• Fences and screen plantings need to be in proportion to the space. There are usually code restrictions on fence and wall heights, but they are not always followed. Sometimes people want privacy so badly they are willing to build a fortress to have it. A small space can be quickly dominated by a fence or wall that towers over it. A good solution is to keep the structure to a height of no more than 6 feet, 6 inches and plant large shrubs that will get taller behind it. If installing plants for screening take into account the width of the plant at maturity. A plant can quickly push into a space and take it over.

  • Use decorative objects and garden ornaments where appropriate. Small gardens are a natural place for them. Again I think because you see the entire garden at a glance it makes these objects more noticeable. Walls are a natural place for a wall fountain. Decorative gates to the back alley are viewed from the house. Some small gardens shine with a fountain that’s a central focal point.

Small yard with pond and water plants

The pond and waterfall took the place of a solitary tree that had taken over this small yard. This beautiful back porch is a great place to entertain guests. Nobody would use the yard, however. As mentioned earlier, there was nothing drawing them into the space. The pond solved the problem. It is intriguing and people can walk right up to its edge. Water plants add another dimension of color and texture. There are benches around the edge that unfortunately are out of view in this photograph. They give the visitor a place to spend time and relax. The landscaping adds a wonderful view from the porch as well as the rooms on the second story.

Small Yard with Arbor

This small entry way developed off a new addition. The homeowner wanted to be able to get in and out of the car without the dog being able to escape from the yard. The white picket fence adds charm to the landscape, creates a defined entrance for the house and keeps the dog secure. The black wrought iron bench gives a focal point when you are looking at the house and gives a place to set things on if you need two hands to open the back door. The brick walk has a diamond pattern in the center of the crossroads for an added detail. The pergola was inspired by the pretty old existing cover on the back door. I kept the pergola the same height as the door cover and repeated some of the architectural detail.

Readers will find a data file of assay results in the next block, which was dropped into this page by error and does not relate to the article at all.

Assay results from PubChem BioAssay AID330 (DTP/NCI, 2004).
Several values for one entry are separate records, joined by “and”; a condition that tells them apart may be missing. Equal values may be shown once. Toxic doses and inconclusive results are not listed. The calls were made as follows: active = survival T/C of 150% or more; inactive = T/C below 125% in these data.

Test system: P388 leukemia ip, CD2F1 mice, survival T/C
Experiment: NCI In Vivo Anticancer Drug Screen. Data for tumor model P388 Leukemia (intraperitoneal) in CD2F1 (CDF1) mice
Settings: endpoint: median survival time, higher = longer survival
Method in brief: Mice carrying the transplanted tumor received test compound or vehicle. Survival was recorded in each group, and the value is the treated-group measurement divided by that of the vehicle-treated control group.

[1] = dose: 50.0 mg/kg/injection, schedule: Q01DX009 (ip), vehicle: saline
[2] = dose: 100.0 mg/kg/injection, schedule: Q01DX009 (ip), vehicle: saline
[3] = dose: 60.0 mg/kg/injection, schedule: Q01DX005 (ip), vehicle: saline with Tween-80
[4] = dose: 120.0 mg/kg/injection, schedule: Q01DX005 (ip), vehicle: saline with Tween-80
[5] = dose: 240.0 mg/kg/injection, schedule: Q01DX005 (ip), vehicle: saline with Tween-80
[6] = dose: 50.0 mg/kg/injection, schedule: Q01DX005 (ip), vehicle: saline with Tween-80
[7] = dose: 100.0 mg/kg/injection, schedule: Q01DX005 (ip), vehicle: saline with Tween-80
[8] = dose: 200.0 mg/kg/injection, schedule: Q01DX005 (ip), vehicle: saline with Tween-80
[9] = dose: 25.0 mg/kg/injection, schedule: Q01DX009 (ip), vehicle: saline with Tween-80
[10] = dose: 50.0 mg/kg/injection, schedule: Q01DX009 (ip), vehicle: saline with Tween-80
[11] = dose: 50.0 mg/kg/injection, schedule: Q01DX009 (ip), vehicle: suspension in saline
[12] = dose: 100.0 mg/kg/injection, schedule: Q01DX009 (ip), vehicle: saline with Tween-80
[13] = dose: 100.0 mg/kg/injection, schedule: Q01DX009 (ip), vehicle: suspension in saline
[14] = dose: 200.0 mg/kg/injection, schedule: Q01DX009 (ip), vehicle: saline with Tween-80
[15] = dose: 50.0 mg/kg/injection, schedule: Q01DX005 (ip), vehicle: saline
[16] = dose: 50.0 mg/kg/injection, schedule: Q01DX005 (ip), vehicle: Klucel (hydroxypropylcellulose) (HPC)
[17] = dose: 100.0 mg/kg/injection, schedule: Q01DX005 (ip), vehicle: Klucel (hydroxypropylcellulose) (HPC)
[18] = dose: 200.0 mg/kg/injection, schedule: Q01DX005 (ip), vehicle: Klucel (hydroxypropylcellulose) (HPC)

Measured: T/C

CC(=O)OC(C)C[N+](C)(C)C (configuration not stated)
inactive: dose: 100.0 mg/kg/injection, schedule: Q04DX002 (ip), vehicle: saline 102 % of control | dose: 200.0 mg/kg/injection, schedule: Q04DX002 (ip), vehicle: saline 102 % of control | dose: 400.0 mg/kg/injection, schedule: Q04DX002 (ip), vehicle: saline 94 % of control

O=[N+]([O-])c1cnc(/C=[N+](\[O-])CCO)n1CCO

Small Yard with Pavers and Fountain

Water sheets over the sphere in the center of this small yard making an effective focal point. The deck was redesigned to have the steps line up with the back door. An updated black powder coated aluminum railing gives the deck a completely new appearance. Notice that the skirt around the deck finishes it off nicely so you don’t see the underside of it. A yard of grass and weeds was replaced with concrete pavers and plantings that create a courtyard style garden that is very easy to use.

Small yards can be cleaned up and mulched in a flash. It doesn’t take too much water and fertilizer to keep them alive. You can use more expensive materials because there is not as much space to landscape. Whatever size that area is behind your small house, it has potential. Without much expense you can turn it into another wonderful living space for your home.

Questions about your small yard? They are challenging!I would like to help! Ask me a questions about any landscape design issue or concern. You will get a quick response and a page dedicated to the topic on this site. You can share it with your friends and the readers will appreciate it too. I hope to be hearing from you!

Please contact me for further information or to talk to me about my design services.

Nancy Dransfield

Landesign of Virginia, Inc.
Richmond, Virginia 23227
Office: 804-261-6773
Fax: 804-264-7253

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Related Pages: Landscape Design Pictures; Cottage Gardens; Patios; Fences and Garden Walls.